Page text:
All you need to know about Russia’s New Space Station


After the announcement of building Russia’s space station, Dmitry Rogozin, the CEO of Russia’s space agency Roscosmos, said that the station would have artificial intelligence and extravehicular robots to assist their space programmes.

This decision came months after Russian Officials indicated pulling out of ISS by 2025 as their agreement ends in 2024.

The International Space Station (ISS) is a modular space station launched in 1998 by the Russian and US space agencies.

As an international collaborative project, many countries come together to control the operations through cooperation and diplomacy.

However, as Russia drew criticism for its troop build-up near Ukraine’s eastern border and the constant suppression of free speech (arrest of President Vladimir Putin’s foremost critic, Alexei Navalny), tensions between Russia and the western countries began simmering.

There were also concerns about the deteriorating structure of the ISS. In an interview with state TV, Deputy Prime Minister Yuri Borisov said, “We can’t risk the lives [of our cosmonauts].

Today’s situation is connected to the structure and the metal getting old; it can lead to irreversible consequences – to catastrophe. We mustn’t let that happen”.

Following this, Borisov announced in April that Russia would build a space station of its own. He also told the state TV that this Russian space station would orbit at a relatively high latitude and thus be better able to view the polar regions.

This, in turn, will help in opening up the Northern Sea Route, helping Russia develop the sea route as Arctic Ice melts.

The Russian Orbital Service Station (ROSS) will mark a new beginning in the Russian Space Exploration Program and end the two-decades-long partnership with the USA aboard the International Space Station.

The agency head said that this station would make use of Artificial Intelligence in its functioning.

Along with the cosmonauts, it will also have extravehicular robots aboard, making this a glorious attainment for a nation in the field of science.

The agency also plans to maintain a higher efficiency factor than the International Space Station (ISS).

“We want to make a station whose efficiency factor will be several orders of magnitude higher than that of the ISS,” Rogozin said in a YouTube Live.

He also posted a video on the Telegram messaging app, stating that the first main module of the new space orbital station is in the process.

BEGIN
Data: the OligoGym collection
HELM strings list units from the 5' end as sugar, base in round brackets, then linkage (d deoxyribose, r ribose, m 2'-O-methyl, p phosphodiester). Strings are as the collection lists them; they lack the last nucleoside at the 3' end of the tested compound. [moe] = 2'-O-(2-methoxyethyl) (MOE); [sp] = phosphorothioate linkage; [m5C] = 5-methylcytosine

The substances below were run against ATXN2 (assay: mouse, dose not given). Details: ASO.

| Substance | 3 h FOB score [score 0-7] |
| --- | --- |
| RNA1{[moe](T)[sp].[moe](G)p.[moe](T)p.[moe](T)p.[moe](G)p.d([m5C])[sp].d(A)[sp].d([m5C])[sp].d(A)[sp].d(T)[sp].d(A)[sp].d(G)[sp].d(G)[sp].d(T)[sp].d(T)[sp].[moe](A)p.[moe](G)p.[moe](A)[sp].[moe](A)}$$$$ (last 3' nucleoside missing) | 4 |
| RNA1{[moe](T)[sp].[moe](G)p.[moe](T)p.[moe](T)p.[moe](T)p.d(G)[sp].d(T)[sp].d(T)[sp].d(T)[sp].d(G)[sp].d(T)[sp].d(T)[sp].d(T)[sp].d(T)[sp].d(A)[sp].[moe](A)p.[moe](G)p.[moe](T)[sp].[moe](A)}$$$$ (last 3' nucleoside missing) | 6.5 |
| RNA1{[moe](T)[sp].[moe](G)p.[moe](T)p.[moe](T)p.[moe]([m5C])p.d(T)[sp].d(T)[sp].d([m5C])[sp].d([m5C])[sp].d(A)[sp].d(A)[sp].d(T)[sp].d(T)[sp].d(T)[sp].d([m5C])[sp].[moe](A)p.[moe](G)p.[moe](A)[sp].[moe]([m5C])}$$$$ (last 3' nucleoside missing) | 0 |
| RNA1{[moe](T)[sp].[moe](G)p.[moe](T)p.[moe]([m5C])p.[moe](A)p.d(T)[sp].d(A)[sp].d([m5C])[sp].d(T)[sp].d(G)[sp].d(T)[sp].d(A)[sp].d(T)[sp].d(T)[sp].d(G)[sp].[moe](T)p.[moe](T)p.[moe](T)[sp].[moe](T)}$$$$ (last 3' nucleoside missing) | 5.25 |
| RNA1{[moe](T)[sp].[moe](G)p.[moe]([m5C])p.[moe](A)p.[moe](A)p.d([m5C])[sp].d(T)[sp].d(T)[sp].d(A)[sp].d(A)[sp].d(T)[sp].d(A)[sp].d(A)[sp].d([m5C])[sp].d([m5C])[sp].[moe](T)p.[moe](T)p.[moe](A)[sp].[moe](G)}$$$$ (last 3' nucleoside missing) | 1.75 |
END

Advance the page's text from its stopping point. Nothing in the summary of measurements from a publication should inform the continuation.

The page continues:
He believes that the new orbital outpost coupled with the nuclear-powered space tug Zeus can prototype future systems on long-duration interplanetary flights.

As per reports of Interfax news agency, the space module, being assembled by the Energia corporation, is set to cost at least 5 billion dollars. It is estimated that this station will launch by 2030.

Russia has not made any official comment about any potential partnerships in this project.

However, it had signed an agreement with China’s National Space Administration in March to develop a lunar research station on the surface of the Moon, in orbit or both.

Russia is a country with a distinguished history in its space manoeuvres. This year marked the 60th anniversary of Yuri Gagarin, the Soviet pilot becoming the first human to go into orbit.

However, when Elon Musk’s SpaceX launched NASA astronauts to the ISS last year, Russia got left behind in this geopolitical race.

Now, as Russia has again set out in the field with this futuristic goal, how the feat of its manoeuvres plays out will depend on many variables like the global economy, state of technology and infrastructure and the changing power dynamics in geopolitics.

Anushka Sharma
Anushka Sharma
A lover of stories and people, you can always find me analysing and romanticising some form of art. As I try to make sense of the world around me, reading and writing about Geopolitics and Law with a cup of chai is something that keeps me sane on most days. Conversations on Films, History and Literature make my haven. I observe, listen and think a lot. Aside from organising and educating myself, articulating those thoughts through words is what sates my soul. Hence, writing makes up a good chunk of my personality, and I aim to use it for my surroundings as much as possible.



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